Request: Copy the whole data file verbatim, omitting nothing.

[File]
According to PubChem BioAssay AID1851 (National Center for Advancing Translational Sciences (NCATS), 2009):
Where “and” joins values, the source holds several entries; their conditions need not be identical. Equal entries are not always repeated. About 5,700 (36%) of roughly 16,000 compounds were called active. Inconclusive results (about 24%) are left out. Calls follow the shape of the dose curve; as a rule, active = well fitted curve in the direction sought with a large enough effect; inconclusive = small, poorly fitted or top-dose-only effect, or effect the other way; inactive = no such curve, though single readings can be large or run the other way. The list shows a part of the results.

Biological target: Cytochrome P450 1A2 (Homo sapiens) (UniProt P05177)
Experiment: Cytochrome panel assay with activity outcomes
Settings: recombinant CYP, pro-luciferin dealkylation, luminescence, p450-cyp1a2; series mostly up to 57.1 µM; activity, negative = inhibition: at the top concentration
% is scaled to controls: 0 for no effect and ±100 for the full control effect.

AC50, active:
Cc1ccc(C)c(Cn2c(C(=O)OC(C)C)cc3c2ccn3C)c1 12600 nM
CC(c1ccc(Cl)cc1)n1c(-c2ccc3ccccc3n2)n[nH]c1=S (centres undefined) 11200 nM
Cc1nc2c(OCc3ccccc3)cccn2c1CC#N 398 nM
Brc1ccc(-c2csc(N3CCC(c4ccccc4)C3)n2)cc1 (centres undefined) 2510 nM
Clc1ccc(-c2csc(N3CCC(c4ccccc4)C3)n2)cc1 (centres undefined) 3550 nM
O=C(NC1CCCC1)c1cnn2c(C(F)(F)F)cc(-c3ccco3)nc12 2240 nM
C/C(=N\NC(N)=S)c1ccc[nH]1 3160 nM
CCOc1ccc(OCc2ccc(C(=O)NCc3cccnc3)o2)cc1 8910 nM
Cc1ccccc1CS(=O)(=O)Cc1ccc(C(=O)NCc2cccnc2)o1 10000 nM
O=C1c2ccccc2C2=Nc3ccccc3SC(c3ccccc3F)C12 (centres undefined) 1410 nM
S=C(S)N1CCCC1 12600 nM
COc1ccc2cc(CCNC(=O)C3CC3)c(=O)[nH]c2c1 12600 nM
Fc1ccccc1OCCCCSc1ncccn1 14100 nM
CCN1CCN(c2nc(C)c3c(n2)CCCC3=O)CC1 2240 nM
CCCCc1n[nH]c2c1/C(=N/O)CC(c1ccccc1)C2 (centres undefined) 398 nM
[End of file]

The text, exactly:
According to PubChem BioAssay AID1851 (National Center for Advancing Translational Sciences (NCATS), 2009):
Where “and” joins values, the source holds several entries; their conditions need not be identical. Equal entries are not always repeated. About 5,700 (36%) of roughly 16,000 compounds were called active. Inconclusive results (about 24%) are left out. Calls follow the shape of the dose curve; as a rule, active = well fitted curve in the direction sought with a large enough effect; inconclusive = small, poorly fitted or top-dose-only effect, or effect the other way; inactive = no such curve, though single readings can be large or run the other way. The list shows a part of the results.

Biological target: Cytochrome P450 1A2 (Homo sapiens) (UniProt P05177)
Experiment: Cytochrome panel assay with activity outcomes
Settings: recombinant CYP, pro-luciferin dealkylation, luminescence, p450-cyp1a2; series mostly up to 57.1 µM; activity, negative = inhibition: at the top concentration
% is scaled to controls: 0 for no effect and ±100 for the full control effect.

AC50, active:
Cc1ccc(C)c(Cn2c(C(=O)OC(C)C)cc3c2ccn3C)c1 12600 nM
CC(c1ccc(Cl)cc1)n1c(-c2ccc3ccccc3n2)n[nH]c1=S (centres undefined) 11200 nM
Cc1nc2c(OCc3ccccc3)cccn2c1CC#N 398 nM
Brc1ccc(-c2csc(N3CCC(c4ccccc4)C3)n2)cc1 (centres undefined) 2510 nM
Clc1ccc(-c2csc(N3CCC(c4ccccc4)C3)n2)cc1 (centres undefined) 3550 nM
O=C(NC1CCCC1)c1cnn2c(C(F)(F)F)cc(-c3ccco3)nc12 2240 nM
C/C(=N\NC(N)=S)c1ccc[nH]1 3160 nM
CCOc1ccc(OCc2ccc(C(=O)NCc3cccnc3)o2)cc1 8910 nM
Cc1ccccc1CS(=O)(=O)Cc1ccc(C(=O)NCc2cccnc2)o1 10000 nM
O=C1c2ccccc2C2=Nc3ccccc3SC(c3ccccc3F)C12 (centres undefined) 1410 nM
S=C(S)N1CCCC1 12600 nM
COc1ccc2cc(CCNC(=O)C3CC3)c(=O)[nH]c2c1 12600 nM
Fc1ccccc1OCCCCSc1ncccn1 14100 nM
CCN1CCN(c2nc(C)c3c(n2)CCCC3=O)CC1 2240 nM
CCCCc1n[nH]c2c1/C(=N/O)CC(c1ccccc1)C2 (centres undefined) 398 nM